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Roll20 Review

posted May 21, 2014, 7:27 PM by Christopher Ellison
For my current campaign, I've been using some aspects of Roll20 to collaborate with my players and actually run the sessions.  I've been using it for most of the duration of the campaign, close to 6 months now, and I wanted to write up my thoughts so far on the service.  For background, I run the game most Saturdays via the Roll20 Google Hangouts plugin.  I do that so that I can lazily record the session audio; some of my players sometimes go back to the recording to pick up clues I've dropped during the session or to clean up their notes.  I've mostly used Roll20's map-sharing aspects, as I've had a separate wiki for quite a long time and built up a lot of data on that wiki before I started using Roll20.

On the plus side, Roll20 provides an excellent experience during the sessions.  The Hangouts plugin has been very stable for me, and players on a variety of OSes and browsers have been able to tie in without any major issues.  The central uses for me have been map sharing and die rolling, and both operate smoothly.  Designating player tokens is relatively easy, and the players can then move their tokens around the map at will.  I have also paid in (as I prefer to support services I use frequently or heavily where I can), and as a result I can make use of the dynamic lighting engine for the maps.  While this costs a bit more setup time, it brings the players into the session much more completely by limiting their visibility to their direct line of sight.  I find it particularly good at ramping up the tension when the players are hunting down some evil creature they need to defeat but don't quite know where it is.

Roll20 also has its share of cons.  Biggest among them from my point of view is the setup time.  Building maps can be very time-consuming and nitpicky.  Despite the availability of a token and tile marketplace, I often find that common types of things (such as a lakeside map or a mountain pass) are not available and must be built up from smaller grid.  This is doable but time-consuming.  It is also clearly an area that Roll20's developers have somewhat outsourced to the community, and as such, I hope that it will pick up as Roll20 grows in popularity and capability.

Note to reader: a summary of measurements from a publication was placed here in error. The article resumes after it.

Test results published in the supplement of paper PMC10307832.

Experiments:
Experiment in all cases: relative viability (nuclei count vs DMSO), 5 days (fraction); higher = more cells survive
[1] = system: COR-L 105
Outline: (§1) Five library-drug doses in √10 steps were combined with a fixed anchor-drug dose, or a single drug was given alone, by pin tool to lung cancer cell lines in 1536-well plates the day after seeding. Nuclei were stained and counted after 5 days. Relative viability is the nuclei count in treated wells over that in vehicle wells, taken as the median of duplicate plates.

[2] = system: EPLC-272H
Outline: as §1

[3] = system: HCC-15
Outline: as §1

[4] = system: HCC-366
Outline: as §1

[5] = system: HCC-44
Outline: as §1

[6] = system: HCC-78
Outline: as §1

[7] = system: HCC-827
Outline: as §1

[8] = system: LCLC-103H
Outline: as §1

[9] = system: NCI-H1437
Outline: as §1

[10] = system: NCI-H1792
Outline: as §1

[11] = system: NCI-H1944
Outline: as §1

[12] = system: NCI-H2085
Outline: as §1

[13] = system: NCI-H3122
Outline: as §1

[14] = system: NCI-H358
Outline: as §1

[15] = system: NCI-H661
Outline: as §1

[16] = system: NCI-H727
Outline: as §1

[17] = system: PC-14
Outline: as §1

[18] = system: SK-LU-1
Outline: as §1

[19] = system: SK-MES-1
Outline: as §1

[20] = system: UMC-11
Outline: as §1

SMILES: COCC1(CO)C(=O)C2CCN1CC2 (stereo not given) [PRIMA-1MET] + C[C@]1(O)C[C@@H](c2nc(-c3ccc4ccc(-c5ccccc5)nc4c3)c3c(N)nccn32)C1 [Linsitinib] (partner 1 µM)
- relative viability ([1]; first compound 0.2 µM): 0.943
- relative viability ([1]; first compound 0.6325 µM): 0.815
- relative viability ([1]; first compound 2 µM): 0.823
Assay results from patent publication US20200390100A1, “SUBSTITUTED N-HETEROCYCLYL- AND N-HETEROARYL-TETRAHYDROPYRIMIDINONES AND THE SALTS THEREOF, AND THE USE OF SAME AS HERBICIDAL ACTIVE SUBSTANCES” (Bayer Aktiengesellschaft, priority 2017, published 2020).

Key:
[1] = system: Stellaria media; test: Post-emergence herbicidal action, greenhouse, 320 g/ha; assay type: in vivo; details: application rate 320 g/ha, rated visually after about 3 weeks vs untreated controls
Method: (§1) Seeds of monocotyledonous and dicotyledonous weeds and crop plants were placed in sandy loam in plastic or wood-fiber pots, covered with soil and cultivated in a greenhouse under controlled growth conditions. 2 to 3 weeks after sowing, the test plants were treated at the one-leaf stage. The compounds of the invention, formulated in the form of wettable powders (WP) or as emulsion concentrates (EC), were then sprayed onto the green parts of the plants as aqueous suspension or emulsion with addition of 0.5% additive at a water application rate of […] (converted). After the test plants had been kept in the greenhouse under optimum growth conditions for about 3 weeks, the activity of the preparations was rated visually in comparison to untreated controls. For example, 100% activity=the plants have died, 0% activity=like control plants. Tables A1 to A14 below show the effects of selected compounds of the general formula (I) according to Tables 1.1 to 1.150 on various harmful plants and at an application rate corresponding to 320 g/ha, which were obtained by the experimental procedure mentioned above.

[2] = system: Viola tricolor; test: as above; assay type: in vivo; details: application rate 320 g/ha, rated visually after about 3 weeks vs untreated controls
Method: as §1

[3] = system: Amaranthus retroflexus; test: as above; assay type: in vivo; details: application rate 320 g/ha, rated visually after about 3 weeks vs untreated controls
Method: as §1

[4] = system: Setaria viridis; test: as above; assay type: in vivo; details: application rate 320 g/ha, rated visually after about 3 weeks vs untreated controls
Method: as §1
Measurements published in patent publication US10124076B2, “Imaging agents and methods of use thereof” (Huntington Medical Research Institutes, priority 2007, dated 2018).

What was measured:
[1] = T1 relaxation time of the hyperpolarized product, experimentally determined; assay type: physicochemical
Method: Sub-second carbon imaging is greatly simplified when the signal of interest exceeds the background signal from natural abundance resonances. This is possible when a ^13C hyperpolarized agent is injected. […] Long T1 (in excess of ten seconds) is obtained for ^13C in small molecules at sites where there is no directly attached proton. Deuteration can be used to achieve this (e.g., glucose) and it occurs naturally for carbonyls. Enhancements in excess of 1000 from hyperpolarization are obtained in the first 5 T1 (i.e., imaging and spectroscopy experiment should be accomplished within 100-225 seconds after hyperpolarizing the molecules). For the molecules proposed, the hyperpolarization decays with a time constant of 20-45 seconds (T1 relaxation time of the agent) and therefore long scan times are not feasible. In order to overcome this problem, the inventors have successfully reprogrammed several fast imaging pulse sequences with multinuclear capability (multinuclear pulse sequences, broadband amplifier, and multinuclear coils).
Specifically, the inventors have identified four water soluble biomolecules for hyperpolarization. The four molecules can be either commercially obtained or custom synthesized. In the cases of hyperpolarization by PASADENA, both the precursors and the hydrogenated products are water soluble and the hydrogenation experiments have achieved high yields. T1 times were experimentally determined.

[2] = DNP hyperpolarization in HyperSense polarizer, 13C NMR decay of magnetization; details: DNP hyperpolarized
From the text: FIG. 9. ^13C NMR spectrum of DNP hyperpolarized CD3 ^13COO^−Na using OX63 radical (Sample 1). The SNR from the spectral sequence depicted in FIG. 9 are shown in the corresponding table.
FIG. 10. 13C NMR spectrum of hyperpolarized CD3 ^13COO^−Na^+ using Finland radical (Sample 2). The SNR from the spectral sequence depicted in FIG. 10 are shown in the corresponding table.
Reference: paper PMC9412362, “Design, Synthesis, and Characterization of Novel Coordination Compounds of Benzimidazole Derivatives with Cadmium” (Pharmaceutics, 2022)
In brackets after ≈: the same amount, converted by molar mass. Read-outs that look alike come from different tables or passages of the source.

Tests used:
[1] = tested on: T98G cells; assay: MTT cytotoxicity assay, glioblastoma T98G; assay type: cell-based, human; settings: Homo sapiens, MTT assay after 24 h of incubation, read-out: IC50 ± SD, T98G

Menuing is also sometimes problematic.  Popups often cover odd areas of the screen, scroll weirdly, or are broken up into tabs that don't quite make sense.  In most cases, this isn't really an issue; a little poking around close to where you think an option should live will generally bring you to it.  This is an issue that I think can be worked out with a little more attention to page and tab design; most of the key functionality is there, it's just not always made accessible in the cleanest of fashions.  Again, I think as Roll20 evolves, this will definitely improve.

I can't adequately review the wiki-like functionality or the character journals, as I keep all of that information on my private wiki.  Since Roll20 supports wikilike markup in character journals, I'm sure that a gaming group just starting up would be able to make good use of this for notetaking, though switching between tabs during a session might be tricky.  I tend to keep notes in a local notepad program anyway, only uploading them to my wiki after the session is over.  I would probably continue that were I to use Roll20 for my campaign notes.

Overall, I'm very pleased with the capabilities of Roll20 and don't think I'd have been able to run this campaign nearly as successfully without it.  I consider the paid subscription to be worth every penny if for nothing but the dynamic lighting engine, and I'll gladly maintain my subscription for as long as I'm participating in geographically-distributed campaigns.  I also can see that the team is obviously working hard to incrementally refine the webapp, something I very much appreciate.  I hope that the map-building engine will improve over time to make it easier for time-constrained GMs to build up encounters more quickly, and I hope that some of the minor bugs I've encountered are fixed as the tool is further developed.  Even with these minor annoyances, though, I highly recommend any GM who can't get all their players into one room to try out Roll20.

As a small postscript, this month's major upgrade will introduce character sheets to the Roll20 arsenal.  This introduction might lead me to move character data off my own wiki for the first time, as having those character sheets might really improve the experience for my players.  I'm very much looking forward to trying them out.